The only clinical MEG in Minnesota

February 17, 2012 · by · Technology

Magnetoencephalogram

 

Did you know that Minnesota Epilepsy Group has the only clinical MEG machine (Magnetoencephalogram) in the state of Minnesota?  As a level 4 epilepsy center we offer a comprehensive package of diagnostic services and expertise no other center can provide.

 

 

 

MEG seizure focus on MRI


Magnetoencephalography
uses superconductive sensors to map the magnetic fields created by the brain’s electrical activity.  For people with seizures it can pinpoint where the seizures are coming from.  Those seizure areas can be plotted onto a picture of your brain from an MRI.

MEG can also map the location of brain functions including motor, sensory and primary language areas.  This kind of mapping is especially important when removing brain tumors and can provide your neurosurgeon vital information on locations of vital function.

 

Visit our MEG/MSI (Magnetic Source Imaging) lab online at www.magneticsourceimaging.net for more information on MEG.

Magnetic Source Imaging

3 Responses to “The only clinical MEG in Minnesota”

  1. That machine looks to be far less terrifying than the MRI machines I’ve been shoved into. Claustrophobia is a big problem for me with MRIs, although the open sided MRIs are not quite so bad, being strapped down for the test still causes it to flair.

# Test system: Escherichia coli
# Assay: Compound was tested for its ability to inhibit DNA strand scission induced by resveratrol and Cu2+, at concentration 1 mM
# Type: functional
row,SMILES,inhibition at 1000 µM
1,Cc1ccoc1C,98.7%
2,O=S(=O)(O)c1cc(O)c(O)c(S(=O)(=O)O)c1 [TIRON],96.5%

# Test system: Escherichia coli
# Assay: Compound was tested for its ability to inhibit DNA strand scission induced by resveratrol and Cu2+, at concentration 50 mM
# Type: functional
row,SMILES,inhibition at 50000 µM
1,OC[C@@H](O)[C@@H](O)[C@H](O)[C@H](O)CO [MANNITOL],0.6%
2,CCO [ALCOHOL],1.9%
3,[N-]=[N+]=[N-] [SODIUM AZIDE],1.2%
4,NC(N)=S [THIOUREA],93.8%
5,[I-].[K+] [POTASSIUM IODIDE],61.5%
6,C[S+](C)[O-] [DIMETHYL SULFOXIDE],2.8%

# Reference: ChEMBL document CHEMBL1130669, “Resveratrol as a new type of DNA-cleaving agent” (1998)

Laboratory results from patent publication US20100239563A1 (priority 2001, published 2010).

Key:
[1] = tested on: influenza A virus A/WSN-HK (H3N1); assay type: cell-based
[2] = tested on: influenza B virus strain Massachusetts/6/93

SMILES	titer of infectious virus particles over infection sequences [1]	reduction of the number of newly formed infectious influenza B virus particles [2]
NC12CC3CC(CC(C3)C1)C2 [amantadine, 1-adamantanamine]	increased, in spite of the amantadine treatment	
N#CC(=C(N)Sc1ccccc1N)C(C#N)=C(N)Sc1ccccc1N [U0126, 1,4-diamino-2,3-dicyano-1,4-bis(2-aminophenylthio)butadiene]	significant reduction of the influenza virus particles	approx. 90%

But I do wonder if it just a coincidence that the MEG (Magnetoencephalogram) machine is at the MEG (Minnesota Epilepsy Group)?

  2. Shelley Sundberg April 17, 2012 at 9:08 pm

    I’m a stress seizure person too.

  3. I know someone whose seizures are triggered by exposure to electromagnetic fields, especially from cell phones, wifi, and cell towers. I am wondering how the emf created by the machine itself might interfere with the brain function of the person under study. Is it really possible to get an accurate picture of brain function outside of someone’s normal environment? If it is true that radiofrequency radiation can cause depolarisation of neurons, what kind of dosimetry is being down in and around the MRI machine? How do technicians/doctors compensate for this?

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